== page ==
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Reviewed by Joel Ohman
Founder, CFP® Joel Ohman

UPDATED: Feb 4, 2013

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Home loan borrowers have several tax breaks available for this upcoming tax season.

But instead of using a simpler form, such as the 1040EZ, homeowners must now itemize, or list, their deductions. In order to deduct expenses of owning a home, a person will usually file Form 1040 and itemize deductions on Schedule A.

Mark Steber, Chief Tax Officer for Jackson Hewitt Tax Service, said homeownership usually marks the first time that consumers will itemize tax deductions on a tax return.

“Homeownership makes a tax return complex,” he said. “You can have a complex return and not own a home but you cannot own a home and not have a complex tax return.”

Stages of Homeowner Tax Breaks

For a homeowner, there are three time groupings for tax breaks: buying a home, owning a home, and selling a home.

When buying a home, tax filers can deduct a few items from their taxes. Although most buying costs are not tax deductible, certain closings costs can be added to the market value of one’s home. These costs include but are not limited to, surveys, attorney’s fees, insurance policy, transfer taxes, and title searches.

The majority of deductions are available for current homeowners. The IRS accepts deductions in the following categories:

  • Real estate taxes
  • Local taxes and assessments
  • Mortgage interest
  • Mortgage insurance premiums
  • Adjustments to basis
  • Casualty losses
  • Energy credits

Real Estate Taxes

Real estate taxes are reported to the homeowner on Form 1098. Mortgage loan companies should mail these amounts, via Form 1098, by the end of January each year. Homeowners can also deduct any prorated taxes collected when selling a house. This amount is not always included in Form 1098.

In general, real estate taxes, mortgage interest and mortgage insurance premiums are included in a homeowner’s monthly home loan payment.

Local Taxes and Assessments

Local taxes are deductible if they are charged the same against all property within a jurisdiction and if they are based on the assessed value of the home.

Mortgage Interest

The amount of mortgage loan interest a homeowner paid on their primary or secondary residence is deductible. According to Steber, however big or small the interest rate is for each homeowner, it can still add up to a significant deduction.

“Even with low interest rates, most homeowners still have a substantial interest expense that can make its way onto a tax return,” Steber said.

Mortgage interest deductions have not always been available.  

Ronald DeFilippis, founding partner of Mills and DeFilippis, a New Jersey-based accounting and auditing firm, said the mortgage interest and real estate deduction began decades ago when the government wanted to assist people with homeownership.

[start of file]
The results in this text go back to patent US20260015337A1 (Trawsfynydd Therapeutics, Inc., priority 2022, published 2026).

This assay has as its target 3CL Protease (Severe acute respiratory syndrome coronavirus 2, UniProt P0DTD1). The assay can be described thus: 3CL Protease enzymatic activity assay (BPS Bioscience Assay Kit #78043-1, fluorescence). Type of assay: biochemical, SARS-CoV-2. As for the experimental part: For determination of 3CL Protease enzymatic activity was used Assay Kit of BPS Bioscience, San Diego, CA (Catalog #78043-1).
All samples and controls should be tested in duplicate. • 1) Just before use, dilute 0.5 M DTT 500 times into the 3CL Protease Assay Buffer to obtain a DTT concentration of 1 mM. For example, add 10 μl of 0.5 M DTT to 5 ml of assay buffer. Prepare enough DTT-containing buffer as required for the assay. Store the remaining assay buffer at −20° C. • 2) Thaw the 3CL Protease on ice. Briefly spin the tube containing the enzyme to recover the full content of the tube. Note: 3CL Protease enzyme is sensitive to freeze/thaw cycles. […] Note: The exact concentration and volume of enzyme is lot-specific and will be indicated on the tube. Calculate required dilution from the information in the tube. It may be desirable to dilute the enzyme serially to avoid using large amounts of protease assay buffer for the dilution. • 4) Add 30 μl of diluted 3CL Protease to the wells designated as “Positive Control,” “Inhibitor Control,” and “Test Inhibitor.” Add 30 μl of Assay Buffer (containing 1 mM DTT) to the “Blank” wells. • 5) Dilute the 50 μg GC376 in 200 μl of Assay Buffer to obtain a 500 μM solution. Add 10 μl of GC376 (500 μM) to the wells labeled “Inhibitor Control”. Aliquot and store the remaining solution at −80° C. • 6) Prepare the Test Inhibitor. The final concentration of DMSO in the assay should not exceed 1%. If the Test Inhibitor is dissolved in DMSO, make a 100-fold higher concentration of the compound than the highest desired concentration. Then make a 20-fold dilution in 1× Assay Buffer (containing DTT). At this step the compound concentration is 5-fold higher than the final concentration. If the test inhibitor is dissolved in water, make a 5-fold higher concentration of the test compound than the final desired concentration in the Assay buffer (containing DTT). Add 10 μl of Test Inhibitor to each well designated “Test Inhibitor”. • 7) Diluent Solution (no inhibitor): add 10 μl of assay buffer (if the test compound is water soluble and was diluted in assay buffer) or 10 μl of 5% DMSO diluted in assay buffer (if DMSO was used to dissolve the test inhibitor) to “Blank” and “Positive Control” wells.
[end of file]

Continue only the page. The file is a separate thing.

“In the last 27 years since the tax act of 1986, they have begun to curtail that deduction by placing limits on it,” DeFilippis said. “In addition, for higher income levels, a taxpayer’s itemized deductions are reduced.”

Mortgage Insurance Premiums

Mortgage insurance premiums paid for new mortgage loans starting after 2006 are deductible as mortgage interest. The deduction is limited if a tax filer’s adjusted gross income (AGI) is greater than $50,000 for separate filing or $100,000 for joint filings.

Adjustment to Basis

Home improvements can be tax deductible. Homeowners should record all of the purchases and efforts made that add value to a home including room additions, landscaping, roof replacements, and adding pools, patios, and decks. Regular upkeep and personal labor costs are not legally allowed to be included in this deduction.

Casualty Losses

If a home is damaged, the amount that is not covered by insurance is deductible. The full deduction is based upon a person’s AGI. Further rules apply in areas hit by federally declared disasters.

Energy Credits

DeFilippis said that most of the tax deductions are widely known, but the lesser known items fall under the energy credits and home office deductions.

The federal government offers tax breaks for homeowners willing to add energy efficient features to one’s home. This year, the credit is limited to 10 percent of the total cost of improvements, up to a $500 total.

Another eco-friendly deduction, which was eliminated last year, was the green tax cuts. Although this second option is no longer available, the process of addition and elimination is common for tax breaks in the country.

“The tax system is an ebbing and flowing kind of system,” Steber said. “Their [green tax cuts] time came and went. The sponsors took on other important tasks.”

Another deduction, the Home Office Deduction, is for homeowners who work from home and have a physical home office where they conduct their primary business and meet with clients.

For the final grouping of selling a home, Steber said it offers very few tax breaks.

Tax filers can visit the IRS websites for a full list all tax deductions